Separate the 4 driver interfaces into abstract interface classes,
and also add an abstract driver class. Make the existing driver
implementations inherit from these as appropriate.
This should help clearly express which methods a given driver
needs to implement.
This gets both running again, but the second fails because of a
behavior change in v3 which should be addressed separately.
This change, while substantial, is mostly organizational.
Currently, connections, sources, triggers, and reporters are
discrete concepts, and yet are related by virtue of the fact that
the ConnectionRegistry is used to instantiate each of them. The
method used to instantiate them is called "_getDriver", in
recognition that behind each "trigger", etc., which appears in
the config file, there is a class in the zuul.trigger hierarchy
implementing the driver for that trigger. Connections also
specify a "driver" in the config file.
In this change, we redefine a "driver" as a single class that
organizes related connections, sources, triggers and reporters.
The connection, source, trigger, and reporter interfaces still
exist. A driver class is responsible for indicating which of
those interfaces it supports and instantiating them when asked to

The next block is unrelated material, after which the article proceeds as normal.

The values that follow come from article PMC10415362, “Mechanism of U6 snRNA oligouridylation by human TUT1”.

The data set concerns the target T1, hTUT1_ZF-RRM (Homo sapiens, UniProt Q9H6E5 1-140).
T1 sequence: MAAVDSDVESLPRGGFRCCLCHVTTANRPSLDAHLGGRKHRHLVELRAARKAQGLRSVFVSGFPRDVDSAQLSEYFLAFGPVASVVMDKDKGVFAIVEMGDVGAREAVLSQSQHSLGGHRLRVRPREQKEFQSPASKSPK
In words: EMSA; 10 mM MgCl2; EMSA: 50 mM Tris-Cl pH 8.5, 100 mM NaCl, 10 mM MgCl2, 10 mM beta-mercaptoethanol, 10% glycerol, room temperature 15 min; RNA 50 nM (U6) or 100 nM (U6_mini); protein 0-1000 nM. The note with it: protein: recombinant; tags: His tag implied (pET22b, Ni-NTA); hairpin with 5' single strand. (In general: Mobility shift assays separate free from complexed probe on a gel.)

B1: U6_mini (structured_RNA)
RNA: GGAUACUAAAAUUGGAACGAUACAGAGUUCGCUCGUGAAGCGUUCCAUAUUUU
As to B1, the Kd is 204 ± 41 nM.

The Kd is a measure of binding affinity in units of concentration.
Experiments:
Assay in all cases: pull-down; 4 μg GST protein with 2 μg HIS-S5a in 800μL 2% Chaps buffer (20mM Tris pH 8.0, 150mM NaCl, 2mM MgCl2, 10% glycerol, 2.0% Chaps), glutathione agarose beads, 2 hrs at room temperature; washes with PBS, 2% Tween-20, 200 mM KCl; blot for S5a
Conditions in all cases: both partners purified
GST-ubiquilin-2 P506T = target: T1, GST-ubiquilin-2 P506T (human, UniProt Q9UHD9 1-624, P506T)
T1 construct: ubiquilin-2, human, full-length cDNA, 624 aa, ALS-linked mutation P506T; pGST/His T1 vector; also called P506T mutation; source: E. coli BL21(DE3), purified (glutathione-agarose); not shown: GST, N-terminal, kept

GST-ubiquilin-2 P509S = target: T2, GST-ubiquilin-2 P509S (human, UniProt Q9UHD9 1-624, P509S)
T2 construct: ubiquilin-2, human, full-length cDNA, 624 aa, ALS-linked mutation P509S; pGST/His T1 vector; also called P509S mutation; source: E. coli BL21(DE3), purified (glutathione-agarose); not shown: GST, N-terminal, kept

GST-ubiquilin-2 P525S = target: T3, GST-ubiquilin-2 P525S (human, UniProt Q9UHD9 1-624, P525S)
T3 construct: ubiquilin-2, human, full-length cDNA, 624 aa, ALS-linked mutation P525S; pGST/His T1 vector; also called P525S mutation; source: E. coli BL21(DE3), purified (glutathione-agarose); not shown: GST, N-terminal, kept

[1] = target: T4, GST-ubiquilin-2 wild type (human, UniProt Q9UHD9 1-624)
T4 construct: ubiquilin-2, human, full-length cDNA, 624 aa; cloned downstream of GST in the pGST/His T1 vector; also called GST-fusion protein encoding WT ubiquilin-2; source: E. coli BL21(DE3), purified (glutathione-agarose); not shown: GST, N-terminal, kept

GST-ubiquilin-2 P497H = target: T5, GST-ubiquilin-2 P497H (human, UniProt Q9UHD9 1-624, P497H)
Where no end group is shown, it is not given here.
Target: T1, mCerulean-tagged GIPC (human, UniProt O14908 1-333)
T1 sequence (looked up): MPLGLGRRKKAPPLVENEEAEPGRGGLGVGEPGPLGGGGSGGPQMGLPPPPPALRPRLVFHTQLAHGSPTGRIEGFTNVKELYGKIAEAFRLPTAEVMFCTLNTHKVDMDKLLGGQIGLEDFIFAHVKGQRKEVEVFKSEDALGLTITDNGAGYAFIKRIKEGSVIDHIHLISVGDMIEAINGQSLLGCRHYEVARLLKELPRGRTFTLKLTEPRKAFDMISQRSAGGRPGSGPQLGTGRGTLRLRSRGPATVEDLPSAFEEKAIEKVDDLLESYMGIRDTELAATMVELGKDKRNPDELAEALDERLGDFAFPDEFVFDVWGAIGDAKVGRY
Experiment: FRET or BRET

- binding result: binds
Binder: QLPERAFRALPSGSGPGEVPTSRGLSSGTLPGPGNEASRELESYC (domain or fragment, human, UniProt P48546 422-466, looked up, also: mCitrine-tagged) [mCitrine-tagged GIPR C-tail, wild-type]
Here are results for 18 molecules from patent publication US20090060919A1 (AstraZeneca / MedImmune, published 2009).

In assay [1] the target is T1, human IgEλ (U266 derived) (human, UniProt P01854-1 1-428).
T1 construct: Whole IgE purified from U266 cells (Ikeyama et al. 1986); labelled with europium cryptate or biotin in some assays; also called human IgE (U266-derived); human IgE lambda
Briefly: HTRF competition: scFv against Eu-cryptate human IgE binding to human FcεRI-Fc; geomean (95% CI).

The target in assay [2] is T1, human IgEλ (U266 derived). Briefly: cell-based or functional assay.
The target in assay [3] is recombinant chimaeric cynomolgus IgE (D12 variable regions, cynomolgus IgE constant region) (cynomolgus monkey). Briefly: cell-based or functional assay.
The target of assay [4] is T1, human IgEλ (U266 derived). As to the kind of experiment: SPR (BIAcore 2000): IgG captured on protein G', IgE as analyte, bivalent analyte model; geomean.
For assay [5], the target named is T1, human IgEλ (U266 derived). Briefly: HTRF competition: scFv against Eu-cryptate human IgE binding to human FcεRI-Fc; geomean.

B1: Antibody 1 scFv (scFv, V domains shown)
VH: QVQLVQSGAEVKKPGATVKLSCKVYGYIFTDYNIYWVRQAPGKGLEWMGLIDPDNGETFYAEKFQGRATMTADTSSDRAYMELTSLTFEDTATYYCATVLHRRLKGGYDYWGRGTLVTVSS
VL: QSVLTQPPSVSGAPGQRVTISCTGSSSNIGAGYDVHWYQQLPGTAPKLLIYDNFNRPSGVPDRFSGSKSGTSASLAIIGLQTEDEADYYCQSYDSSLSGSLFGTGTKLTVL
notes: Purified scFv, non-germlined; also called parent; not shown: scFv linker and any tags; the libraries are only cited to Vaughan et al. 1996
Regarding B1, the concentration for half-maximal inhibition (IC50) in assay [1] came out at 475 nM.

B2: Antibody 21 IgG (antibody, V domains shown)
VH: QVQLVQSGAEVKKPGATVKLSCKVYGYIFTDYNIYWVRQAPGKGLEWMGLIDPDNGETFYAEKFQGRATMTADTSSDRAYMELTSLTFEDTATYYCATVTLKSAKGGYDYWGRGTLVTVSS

Zuul instantiates a single instance of each driver class it knows
about (currently hardcoded, but in the future, we will be able to
easily ask entrypoints for these). That instance will be
retained for the life of the Zuul server process.
When Zuul is (re-)configured, it asks the driver instances to
create new connection, source, trigger, reporter instances as
necessary. For instance, a user may specify a connection that
uses the "gerrit" driver, and the ConnectionRegistry would call
getConnection() on the Gerrit driver instance.
This is done for two reasons: first, it allows us to organize all
of the code related to interfacing with an external system
together. All of the existing connection, source, trigger, and
reporter classes are moved as follows:
zuul.connection.FOO -> zuul.driver.FOO.FOOconnection
zuul.source.FOO -> zuul.driver.FOO.FOOsource
zuul.trigger.FOO -> zuul.driver.FOO.FOOtrigger
zuul.reporter.FOO -> zuul.driver.FOO.FOOreporter
For instance, all of the code related to interfacing with Gerrit
is now is zuul.driver.gerrit.
Second, the addition of a single, long-lived object associated
with each of these systems allows us to better support some types
of interfaces. For instance, the Zuul trigger maintains a list
of events it is required to emit -- this list relates to a tenant
as a whole rather than individual pipelines or triggers. The
timer trigger maintains a single scheduler instance for all
tenants, but must be able to add or remove cron jobs based on an
individual tenant being reconfigured. The global driver instance
for each of these can be used to accomplish this.
As a result of using the driver interface to create new
connection, source, trigger and reporter instances, the
connection setup in ConnectionRegistry is much simpler, and can
easily be extended with entrypoints in the future.
The existing tests of connections, sources, triggers, and
reporters which only tested that they could be instantiated and
have names have been removed, as there are functional tests which
When a request is either fulfilled or failed, pass it through to
the scheduler which will accept the request (which means deleting
it in the case of a failure) and pass it on to the pipeline manager